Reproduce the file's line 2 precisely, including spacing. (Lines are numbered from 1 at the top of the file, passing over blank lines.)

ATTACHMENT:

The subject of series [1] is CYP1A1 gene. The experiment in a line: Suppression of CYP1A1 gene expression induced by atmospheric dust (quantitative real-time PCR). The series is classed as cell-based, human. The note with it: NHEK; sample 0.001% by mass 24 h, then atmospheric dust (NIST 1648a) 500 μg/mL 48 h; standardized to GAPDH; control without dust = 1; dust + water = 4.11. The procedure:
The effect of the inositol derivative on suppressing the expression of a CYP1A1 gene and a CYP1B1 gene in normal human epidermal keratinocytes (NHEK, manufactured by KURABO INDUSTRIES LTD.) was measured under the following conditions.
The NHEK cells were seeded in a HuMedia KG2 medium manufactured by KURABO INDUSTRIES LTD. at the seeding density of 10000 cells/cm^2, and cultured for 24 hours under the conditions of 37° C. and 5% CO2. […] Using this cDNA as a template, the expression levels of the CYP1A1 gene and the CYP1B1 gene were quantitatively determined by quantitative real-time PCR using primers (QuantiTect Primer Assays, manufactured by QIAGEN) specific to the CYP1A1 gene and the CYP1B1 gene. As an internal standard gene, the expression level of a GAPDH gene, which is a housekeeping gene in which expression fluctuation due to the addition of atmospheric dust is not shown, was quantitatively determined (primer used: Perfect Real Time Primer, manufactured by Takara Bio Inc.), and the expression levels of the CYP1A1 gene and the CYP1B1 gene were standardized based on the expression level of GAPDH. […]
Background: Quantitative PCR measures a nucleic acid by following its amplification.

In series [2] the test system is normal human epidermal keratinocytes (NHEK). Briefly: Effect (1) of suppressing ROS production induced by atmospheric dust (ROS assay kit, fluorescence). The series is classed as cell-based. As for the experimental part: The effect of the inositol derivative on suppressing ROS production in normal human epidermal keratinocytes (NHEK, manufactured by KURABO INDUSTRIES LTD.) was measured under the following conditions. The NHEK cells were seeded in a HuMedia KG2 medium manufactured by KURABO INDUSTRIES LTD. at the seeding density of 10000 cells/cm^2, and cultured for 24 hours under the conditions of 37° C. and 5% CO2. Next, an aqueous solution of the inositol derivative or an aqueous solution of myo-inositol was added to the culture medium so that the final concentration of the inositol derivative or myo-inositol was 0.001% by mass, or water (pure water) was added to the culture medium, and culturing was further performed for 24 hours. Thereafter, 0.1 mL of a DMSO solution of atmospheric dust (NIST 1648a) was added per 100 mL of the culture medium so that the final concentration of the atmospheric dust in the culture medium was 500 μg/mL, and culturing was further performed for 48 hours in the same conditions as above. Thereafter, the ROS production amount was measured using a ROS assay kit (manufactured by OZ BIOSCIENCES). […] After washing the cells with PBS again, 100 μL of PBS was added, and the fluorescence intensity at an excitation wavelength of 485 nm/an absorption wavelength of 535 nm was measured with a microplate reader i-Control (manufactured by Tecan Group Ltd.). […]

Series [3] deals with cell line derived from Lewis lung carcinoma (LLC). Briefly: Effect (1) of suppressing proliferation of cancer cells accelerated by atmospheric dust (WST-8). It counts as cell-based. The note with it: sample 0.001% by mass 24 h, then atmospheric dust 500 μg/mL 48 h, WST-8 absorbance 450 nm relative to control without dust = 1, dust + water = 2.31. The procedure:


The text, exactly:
The effect of the inositol derivative on suppressing the expression of a CYP1A1 gene and a CYP1B1 gene in normal human epidermal keratinocytes (NHEK, manufactured by KURABO INDUSTRIES LTD.) was measured under the following conditions.